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Thread: what to expect?

  1. #1
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    Default what to expect?

    Hi all, I have been reading this site for about a month now trying to get an idea of what to expect but I figured it was time to ask for myself now. I am from florida and will be coming up for the summer to do ALOT of fishing. I run a 30 ft. mako down here in the gulf of mexico, and a friend has a 30 ft. boat up there in Homer that I will have use of so the boat isnt an issue. Handeling of the boat is what concerns me. Our tides are only 2 - 4 ft. and a bad day for us is 6 - 10 ft. seas. I see that tides can vary as much as 20 ft. Thats something I'll definately have to watch out for. Guessing large seas and rip currents are normal there. being new to your water I will definately not venture out by myself for a while, but I would like to get an idea of what to expect before hand. Appreciate any input you may have.

  2. #2
    Member Alaska Gray's Avatar
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    Good that you have boating experince.. I would go with some one that has been out on these waters before.. It won't take long to learn that the weather/water can change in a heart beat. Rip tides, strong currents, huge tide changes. These are someo fthe things you will in counter. You are doing the first thing right in talking to people that have been out on the water here. I have contact the cost guard and other boaters and asked like in Homer where are the danger spots for boating IE rip tides ETC...
    Living the Alaskan Dream
    Gary Keller
    Anchorage, AK

  3. #3

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    Asking for info is a good indicator you'll do ok here, it shows your intelligent. Here is my two cents; Big tides can bring things into the water, like trees or "deadhead" logs, watch were your going at all times. Kelp in Homer can be everywhere on a some days, pain in the butt to drive in. If you see a wind sock blowing straight out on the Homer spit don't go out in your boat, white caps -no go. Clear sunny day in Seward can mean for rough water around 2:00 in the afternoon -this is consistent, get out and back early. Rain is a good thing in Seward sometimes. Don't count on many anchoring locations out of Seward, its a fjord with step walls of rock in many of the popular fishing locals. Whittier will be raining more times than not. Flys in windless coves in the later part of the summer out of Whittier can be exciting. PWS cruising guide is a must-have book for Prince William Sound...To much more to mention obviously, this is Alaska, hopefully more will chime in here. Good luck!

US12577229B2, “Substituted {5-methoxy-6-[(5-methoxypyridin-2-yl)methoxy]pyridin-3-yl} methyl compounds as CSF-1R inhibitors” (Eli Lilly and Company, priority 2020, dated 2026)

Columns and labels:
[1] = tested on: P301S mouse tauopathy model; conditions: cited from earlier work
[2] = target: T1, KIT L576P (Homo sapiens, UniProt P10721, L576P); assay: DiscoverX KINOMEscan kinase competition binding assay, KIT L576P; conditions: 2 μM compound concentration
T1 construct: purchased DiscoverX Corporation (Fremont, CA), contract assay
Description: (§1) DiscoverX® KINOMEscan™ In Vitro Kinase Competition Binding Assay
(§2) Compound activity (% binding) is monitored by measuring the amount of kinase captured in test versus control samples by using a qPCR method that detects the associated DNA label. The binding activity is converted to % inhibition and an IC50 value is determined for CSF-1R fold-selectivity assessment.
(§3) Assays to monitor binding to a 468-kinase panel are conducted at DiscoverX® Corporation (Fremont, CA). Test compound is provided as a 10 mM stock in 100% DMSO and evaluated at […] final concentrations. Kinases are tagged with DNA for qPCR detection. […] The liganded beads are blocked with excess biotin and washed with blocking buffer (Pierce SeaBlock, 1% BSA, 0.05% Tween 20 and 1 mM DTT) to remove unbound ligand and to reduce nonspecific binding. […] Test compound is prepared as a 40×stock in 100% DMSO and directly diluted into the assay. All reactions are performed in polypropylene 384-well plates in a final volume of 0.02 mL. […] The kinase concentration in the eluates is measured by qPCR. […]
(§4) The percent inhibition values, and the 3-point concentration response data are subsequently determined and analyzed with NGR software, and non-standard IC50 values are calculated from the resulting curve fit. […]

4. #4
    Member Alaska Gray's Avatar
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    Quote Originally Posted by Myers View Post
    Asking for info is a good indicator you'll do ok here, it shows your intelligent. Here is my two cents; Big tides can bring things into the water, like trees or "deadhead" logs, watch were your going at all times. Kelp in Homer can be everywhere on a some days, pain in the butt to drive in. If you see a wind sock blowing straight out on the Homer spit don't go out in your boat, white caps -no go. Clear sunny day in Seward can mean for rough water around 2:00 in the afternoon -this is consistent, get out and back early. Rain is a good thing in Seward sometimes. Don't count on many anchoring locations out of Seward, its a fjord with step walls of rock in many of the popular fishing locals. Whittier will be raining more times than not. Flys in windless coves in the later part of the summer out of Whittier can be exciting. PWS cruising guide is a must-have book for Prince William Sound...To much more to mention obviously, this is Alaska, hopefully more will chime in here. Good luck!
    Myers is right on!!!! Another thing is if bad weather hits Seward you can almost count in two days that storm will hit whitter. After storm I have seen allot of logs floating along with kelp in a differnt area. Another this is Whitter has allot of rocks. Get a good map/gps computer chart to show you where the rocks are. There are still some rocks that are not on the maps.
    Living the Alaskan Dream
    Gary Keller
    Anchorage, AK

  5. #5
    Member bhollis's Avatar
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    Although the tidal ranges in AK are very large, they aren't particularly difficult to deal with. Strong currents generally only become a problem in narrow passages, etc., and you just need to be aware of where they are and what the tide and current are doing. As for making sure you always have enough water under the keel, make sure you've got appropriate charts showing the depth (at low water) in the areas you're operating--and keep a close watch on the depth sounder.

    The other areas where tides are important are mooring and anchoring. In my experience, most docks in AK are of the floating variety, and mooring to a floating dock is really a non-issue. But be aware, if you tie up to a fixed dock, you'll need to take the tide change into account in how you tie up your boat. Similarly, you need to take the tide change into account when anchoring. First, by making sure you'll still have adequate water under you at low tide, and second by computing your scope based upon the water depth at high tide.

    The other big issue in AK is weather. And that's a whole other subject . . .

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